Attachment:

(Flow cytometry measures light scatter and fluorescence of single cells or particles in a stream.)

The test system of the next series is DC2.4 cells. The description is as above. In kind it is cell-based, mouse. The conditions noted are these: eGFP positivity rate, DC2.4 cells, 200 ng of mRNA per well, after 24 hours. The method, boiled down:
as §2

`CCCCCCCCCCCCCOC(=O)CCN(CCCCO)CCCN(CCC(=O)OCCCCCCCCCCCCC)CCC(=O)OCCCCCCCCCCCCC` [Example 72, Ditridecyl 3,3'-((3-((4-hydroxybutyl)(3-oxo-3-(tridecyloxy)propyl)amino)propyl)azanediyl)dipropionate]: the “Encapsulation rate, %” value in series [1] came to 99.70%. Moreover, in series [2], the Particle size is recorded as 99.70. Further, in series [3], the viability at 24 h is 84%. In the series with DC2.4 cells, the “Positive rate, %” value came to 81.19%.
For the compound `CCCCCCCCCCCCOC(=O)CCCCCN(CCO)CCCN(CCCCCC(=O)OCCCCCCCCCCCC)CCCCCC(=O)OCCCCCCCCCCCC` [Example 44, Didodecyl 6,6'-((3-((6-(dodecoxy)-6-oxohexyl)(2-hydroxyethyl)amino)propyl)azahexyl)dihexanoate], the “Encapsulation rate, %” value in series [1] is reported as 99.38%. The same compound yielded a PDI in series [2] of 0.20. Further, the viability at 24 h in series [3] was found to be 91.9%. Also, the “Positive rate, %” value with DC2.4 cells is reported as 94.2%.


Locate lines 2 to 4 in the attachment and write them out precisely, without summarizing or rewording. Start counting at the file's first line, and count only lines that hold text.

The test system of the next series is DC2.4 cells. The description is as above. In kind it is cell-based, mouse. The conditions noted are these: eGFP positivity rate, DC2.4 cells, 200 ng of mRNA per well, after 24 hours. The method, boiled down:
as §2

`CCCCCCCCCCCCCOC(=O)CCN(CCCCO)CCCN(CCC(=O)OCCCCCCCCCCCCC)CCC(=O)OCCCCCCCCCCCCC` [Example 72, Ditridecyl 3,3'-((3-((4-hydroxybutyl)(3-oxo-3-(tridecyloxy)propyl)amino)propyl)azanediyl)dipropionate]: the “Encapsulation rate, %” value in series [1] came to 99.70%. Moreover, in series [2], the Particle size is recorded as 99.70. Further, in series [3], the viability at 24 h is 84%. In the series with DC2.4 cells, the “Positive rate, %” value came to 81.19%.